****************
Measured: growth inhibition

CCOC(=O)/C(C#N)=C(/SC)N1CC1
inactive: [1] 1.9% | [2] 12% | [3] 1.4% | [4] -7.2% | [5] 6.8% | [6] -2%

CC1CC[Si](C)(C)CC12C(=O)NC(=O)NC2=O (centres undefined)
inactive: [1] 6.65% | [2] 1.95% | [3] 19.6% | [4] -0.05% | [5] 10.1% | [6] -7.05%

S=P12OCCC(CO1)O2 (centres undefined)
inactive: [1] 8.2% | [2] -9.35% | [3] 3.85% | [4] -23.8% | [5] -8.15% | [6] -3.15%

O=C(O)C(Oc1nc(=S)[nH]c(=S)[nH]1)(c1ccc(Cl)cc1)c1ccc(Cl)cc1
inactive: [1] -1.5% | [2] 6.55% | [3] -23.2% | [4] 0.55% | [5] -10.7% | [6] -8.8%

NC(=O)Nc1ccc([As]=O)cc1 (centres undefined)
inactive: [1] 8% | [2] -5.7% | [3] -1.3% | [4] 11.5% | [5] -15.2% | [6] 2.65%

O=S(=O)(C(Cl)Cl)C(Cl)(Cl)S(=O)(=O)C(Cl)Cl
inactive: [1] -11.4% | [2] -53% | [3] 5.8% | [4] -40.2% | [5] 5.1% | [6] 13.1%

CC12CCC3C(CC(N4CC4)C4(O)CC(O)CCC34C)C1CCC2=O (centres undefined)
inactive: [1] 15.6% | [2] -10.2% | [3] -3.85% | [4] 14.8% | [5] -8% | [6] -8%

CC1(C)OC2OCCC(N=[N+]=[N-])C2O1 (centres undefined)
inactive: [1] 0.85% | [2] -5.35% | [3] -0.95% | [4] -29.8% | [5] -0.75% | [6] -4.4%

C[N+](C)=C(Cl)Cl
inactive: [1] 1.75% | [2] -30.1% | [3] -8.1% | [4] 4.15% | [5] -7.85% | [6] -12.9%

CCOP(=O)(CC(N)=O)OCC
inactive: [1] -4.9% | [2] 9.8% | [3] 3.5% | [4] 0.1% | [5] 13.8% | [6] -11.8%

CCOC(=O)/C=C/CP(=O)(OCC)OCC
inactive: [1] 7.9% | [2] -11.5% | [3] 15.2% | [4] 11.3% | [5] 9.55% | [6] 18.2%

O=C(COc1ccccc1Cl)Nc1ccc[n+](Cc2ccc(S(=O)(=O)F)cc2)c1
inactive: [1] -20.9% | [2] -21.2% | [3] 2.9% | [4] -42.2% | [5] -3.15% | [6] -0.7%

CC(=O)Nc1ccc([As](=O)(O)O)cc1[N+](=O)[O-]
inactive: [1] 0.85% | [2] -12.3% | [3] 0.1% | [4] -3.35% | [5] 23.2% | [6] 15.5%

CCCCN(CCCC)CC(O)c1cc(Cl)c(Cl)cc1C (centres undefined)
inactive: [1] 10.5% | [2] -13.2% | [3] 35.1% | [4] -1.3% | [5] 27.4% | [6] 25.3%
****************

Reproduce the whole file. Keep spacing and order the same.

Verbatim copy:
Measured: growth inhibition

CCOC(=O)/C(C#N)=C(/SC)N1CC1
inactive: [1] 1.9% | [2] 12% | [3] 1.4% | [4] -7.2% | [5] 6.8% | [6] -2%

CC1CC[Si](C)(C)CC12C(=O)NC(=O)NC2=O (centres undefined)
inactive: [1] 6.65% | [2] 1.95% | [3] 19.6% | [4] -0.05% | [5] 10.1% | [6] -7.05%

S=P12OCCC(CO1)O2 (centres undefined)
inactive: [1] 8.2% | [2] -9.35% | [3] 3.85% | [4] -23.8% | [5] -8.15% | [6] -3.15%

O=C(O)C(Oc1nc(=S)[nH]c(=S)[nH]1)(c1ccc(Cl)cc1)c1ccc(Cl)cc1
inactive: [1] -1.5% | [2] 6.55% | [3] -23.2% | [4] 0.55% | [5] -10.7% | [6] -8.8%

NC(=O)Nc1ccc([As]=O)cc1 (centres undefined)
inactive: [1] 8% | [2] -5.7% | [3] -1.3% | [4] 11.5% | [5] -15.2% | [6] 2.65%

O=S(=O)(C(Cl)Cl)C(Cl)(Cl)S(=O)(=O)C(Cl)Cl
inactive: [1] -11.4% | [2] -53% | [3] 5.8% | [4] -40.2% | [5] 5.1% | [6] 13.1%

CC12CCC3C(CC(N4CC4)C4(O)CC(O)CCC34C)C1CCC2=O (centres undefined)
inactive: [1] 15.6% | [2] -10.2% | [3] -3.85% | [4] 14.8% | [5] -8% | [6] -8%

CC1(C)OC2OCCC(N=[N+]=[N-])C2O1 (centres undefined)
inactive: [1] 0.85% | [2] -5.35% | [3] -0.95% | [4] -29.8% | [5] -0.75% | [6] -4.4%

C[N+](C)=C(Cl)Cl
inactive: [1] 1.75% | [2] -30.1% | [3] -8.1% | [4] 4.15% | [5] -7.85% | [6] -12.9%

CCOP(=O)(CC(N)=O)OCC
inactive: [1] -4.9% | [2] 9.8% | [3] 3.5% | [4] 0.1% | [5] 13.8% | [6] -11.8%

CCOC(=O)/C=C/CP(=O)(OCC)OCC
inactive: [1] 7.9% | [2] -11.5% | [3] 15.2% | [4] 11.3% | [5] 9.55% | [6] 18.2%

O=C(COc1ccccc1Cl)Nc1ccc[n+](Cc2ccc(S(=O)(=O)F)cc2)c1
inactive: [1] -20.9% | [2] -21.2% | [3] 2.9% | [4] -42.2% | [5] -3.15% | [6] -0.7%

CC(=O)Nc1ccc([As](=O)(O)O)cc1[N+](=O)[O-]
inactive: [1] 0.85% | [2] -12.3% | [3] 0.1% | [4] -3.35% | [5] 23.2% | [6] 15.5%

CCCCN(CCCC)CC(O)c1cc(Cl)c(Cl)cc1C (centres undefined)
inactive: [1] 10.5% | [2] -13.2% | [3] 35.1% | [4] -1.3% | [5] 27.4% | [6] 25.3%